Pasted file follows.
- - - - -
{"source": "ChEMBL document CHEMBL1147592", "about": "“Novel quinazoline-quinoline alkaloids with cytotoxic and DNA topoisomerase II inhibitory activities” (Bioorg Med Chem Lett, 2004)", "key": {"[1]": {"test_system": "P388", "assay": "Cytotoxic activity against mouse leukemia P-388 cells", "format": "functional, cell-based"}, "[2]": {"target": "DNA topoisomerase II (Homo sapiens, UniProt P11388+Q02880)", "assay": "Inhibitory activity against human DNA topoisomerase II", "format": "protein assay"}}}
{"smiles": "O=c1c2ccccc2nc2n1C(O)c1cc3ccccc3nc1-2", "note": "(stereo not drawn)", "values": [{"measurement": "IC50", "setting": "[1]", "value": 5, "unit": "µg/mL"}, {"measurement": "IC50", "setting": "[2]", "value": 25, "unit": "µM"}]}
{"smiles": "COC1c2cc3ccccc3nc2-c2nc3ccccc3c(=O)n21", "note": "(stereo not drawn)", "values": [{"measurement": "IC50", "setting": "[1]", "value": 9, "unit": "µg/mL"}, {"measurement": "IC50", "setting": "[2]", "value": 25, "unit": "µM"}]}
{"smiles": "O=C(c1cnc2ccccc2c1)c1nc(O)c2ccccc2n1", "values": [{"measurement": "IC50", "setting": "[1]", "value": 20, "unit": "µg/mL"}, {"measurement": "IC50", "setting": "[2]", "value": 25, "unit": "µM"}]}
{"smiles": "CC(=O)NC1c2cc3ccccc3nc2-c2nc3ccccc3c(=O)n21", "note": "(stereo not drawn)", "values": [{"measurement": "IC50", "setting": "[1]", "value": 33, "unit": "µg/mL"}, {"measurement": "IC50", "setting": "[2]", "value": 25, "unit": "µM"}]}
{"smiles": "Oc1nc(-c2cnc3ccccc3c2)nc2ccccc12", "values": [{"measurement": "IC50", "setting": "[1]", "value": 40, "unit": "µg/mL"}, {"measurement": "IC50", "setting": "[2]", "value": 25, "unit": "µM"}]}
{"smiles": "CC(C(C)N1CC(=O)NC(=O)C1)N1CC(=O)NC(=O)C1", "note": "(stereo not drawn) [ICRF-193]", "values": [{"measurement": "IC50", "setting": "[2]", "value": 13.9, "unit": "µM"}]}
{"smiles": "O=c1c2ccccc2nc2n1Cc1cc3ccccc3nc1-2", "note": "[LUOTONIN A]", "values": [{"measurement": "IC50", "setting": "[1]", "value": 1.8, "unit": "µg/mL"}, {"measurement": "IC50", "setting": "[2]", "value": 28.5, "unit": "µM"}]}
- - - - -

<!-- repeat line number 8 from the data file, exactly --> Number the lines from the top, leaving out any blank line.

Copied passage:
{"smiles": "O=c1c2ccccc2nc2n1Cc1cc3ccccc3nc1-2", "note": "[LUOTONIN A]", "values": [{"measurement": "IC50", "setting": "[1]", "value": 1.8, "unit": "µg/mL"}, {"measurement": "IC50", "setting": "[2]", "value": 28.5, "unit": "µM"}]}